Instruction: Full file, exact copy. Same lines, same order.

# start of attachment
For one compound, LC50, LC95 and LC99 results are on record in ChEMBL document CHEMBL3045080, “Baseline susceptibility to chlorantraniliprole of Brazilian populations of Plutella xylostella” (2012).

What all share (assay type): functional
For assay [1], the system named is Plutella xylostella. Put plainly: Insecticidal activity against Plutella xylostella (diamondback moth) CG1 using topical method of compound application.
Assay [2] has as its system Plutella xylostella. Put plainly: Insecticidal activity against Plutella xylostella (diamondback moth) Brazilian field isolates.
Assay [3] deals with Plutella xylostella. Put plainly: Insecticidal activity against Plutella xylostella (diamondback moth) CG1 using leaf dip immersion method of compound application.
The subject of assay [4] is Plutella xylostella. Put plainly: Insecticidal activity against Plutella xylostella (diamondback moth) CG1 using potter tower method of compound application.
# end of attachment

For one compound, LC50, LC95 and LC99 results are on record in ChEMBL document CHEMBL3045080, “Baseline susceptibility to chlorantraniliprole of Brazilian populations of Plutella xylostella” (2012).

What all share (assay type): functional
For assay [1], the system named is Plutella xylostella. Put plainly: Insecticidal activity against Plutella xylostella (diamondback moth) CG1 using topical method of compound application.
Assay [2] has as its system Plutella xylostella. Put plainly: Insecticidal activity against Plutella xylostella (diamondback moth) Brazilian field isolates.
Assay [3] deals with Plutella xylostella. Put plainly: Insecticidal activity against Plutella xylostella (diamondback moth) CG1 using leaf dip immersion method of compound application.
The subject of assay [4] is Plutella xylostella. Put plainly: Insecticidal activity against Plutella xylostella (diamondback moth) CG1 using potter tower method of compound application.